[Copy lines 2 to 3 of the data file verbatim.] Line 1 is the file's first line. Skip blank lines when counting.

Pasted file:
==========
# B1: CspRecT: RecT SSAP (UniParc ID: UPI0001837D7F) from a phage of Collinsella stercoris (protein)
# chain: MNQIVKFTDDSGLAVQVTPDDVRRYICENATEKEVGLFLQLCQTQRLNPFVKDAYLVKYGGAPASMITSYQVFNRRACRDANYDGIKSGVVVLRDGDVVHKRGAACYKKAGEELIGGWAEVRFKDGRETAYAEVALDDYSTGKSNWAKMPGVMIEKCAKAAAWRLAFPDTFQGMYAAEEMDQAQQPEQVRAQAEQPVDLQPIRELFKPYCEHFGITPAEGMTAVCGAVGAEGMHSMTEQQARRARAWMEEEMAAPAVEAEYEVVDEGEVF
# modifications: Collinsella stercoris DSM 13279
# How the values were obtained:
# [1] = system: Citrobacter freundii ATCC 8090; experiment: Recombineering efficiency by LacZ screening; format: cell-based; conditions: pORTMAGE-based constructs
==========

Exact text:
# chain: MNQIVKFTDDSGLAVQVTPDDVRRYICENATEKEVGLFLQLCQTQRLNPFVKDAYLVKYGGAPASMITSYQVFNRRACRDANYDGIKSGVVVLRDGDVVHKRGAACYKKAGEELIGGWAEVRFKDGRETAYAEVALDDYSTGKSNWAKMPGVMIEKCAKAAAWRLAFPDTFQGMYAAEEMDQAQQPEQVRAQAEQPVDLQPIRELFKPYCEHFGITPAEGMTAVCGAVGAEGMHSMTEQQARRARAWMEEEMAAPAVEAEYEVVDEGEVF
# modifications: Collinsella stercoris DSM 13279